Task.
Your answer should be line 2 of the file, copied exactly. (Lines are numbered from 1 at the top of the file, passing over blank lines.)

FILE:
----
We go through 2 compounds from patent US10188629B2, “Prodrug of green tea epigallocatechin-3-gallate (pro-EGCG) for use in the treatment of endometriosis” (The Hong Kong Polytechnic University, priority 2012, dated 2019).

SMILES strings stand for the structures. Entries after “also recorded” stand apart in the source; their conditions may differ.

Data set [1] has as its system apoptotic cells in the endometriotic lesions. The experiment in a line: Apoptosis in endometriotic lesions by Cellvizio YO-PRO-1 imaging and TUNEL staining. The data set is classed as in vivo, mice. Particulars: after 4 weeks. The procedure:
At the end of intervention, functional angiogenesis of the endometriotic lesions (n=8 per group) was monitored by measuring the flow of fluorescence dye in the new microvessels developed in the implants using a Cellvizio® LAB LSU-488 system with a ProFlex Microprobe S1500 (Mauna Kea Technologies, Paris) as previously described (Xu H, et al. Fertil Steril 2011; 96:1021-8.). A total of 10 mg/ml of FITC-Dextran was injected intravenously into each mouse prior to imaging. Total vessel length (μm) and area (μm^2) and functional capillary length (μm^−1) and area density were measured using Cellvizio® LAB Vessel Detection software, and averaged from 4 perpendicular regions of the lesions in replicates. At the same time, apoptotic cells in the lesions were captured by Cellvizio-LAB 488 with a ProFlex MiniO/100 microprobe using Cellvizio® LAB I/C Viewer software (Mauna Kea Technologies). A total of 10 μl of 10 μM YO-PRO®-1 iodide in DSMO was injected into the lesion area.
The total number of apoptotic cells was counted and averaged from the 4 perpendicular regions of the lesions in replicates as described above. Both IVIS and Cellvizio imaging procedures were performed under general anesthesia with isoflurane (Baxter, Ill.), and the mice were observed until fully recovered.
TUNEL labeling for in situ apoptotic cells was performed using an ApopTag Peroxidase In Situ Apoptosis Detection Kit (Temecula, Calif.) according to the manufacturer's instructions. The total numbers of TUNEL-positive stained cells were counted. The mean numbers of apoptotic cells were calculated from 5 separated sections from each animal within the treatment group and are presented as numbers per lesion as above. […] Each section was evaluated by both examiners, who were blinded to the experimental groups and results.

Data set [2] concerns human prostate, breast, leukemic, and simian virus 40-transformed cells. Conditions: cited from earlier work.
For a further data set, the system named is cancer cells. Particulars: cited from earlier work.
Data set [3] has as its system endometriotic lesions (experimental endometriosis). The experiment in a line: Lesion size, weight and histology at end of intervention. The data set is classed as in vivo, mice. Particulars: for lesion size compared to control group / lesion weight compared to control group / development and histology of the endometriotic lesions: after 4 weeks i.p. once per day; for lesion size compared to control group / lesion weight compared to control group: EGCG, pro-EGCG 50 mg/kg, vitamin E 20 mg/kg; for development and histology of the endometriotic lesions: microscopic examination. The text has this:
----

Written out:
SMILES strings stand for the structures. Entries after “also recorded” stand apart in the source; their conditions may differ.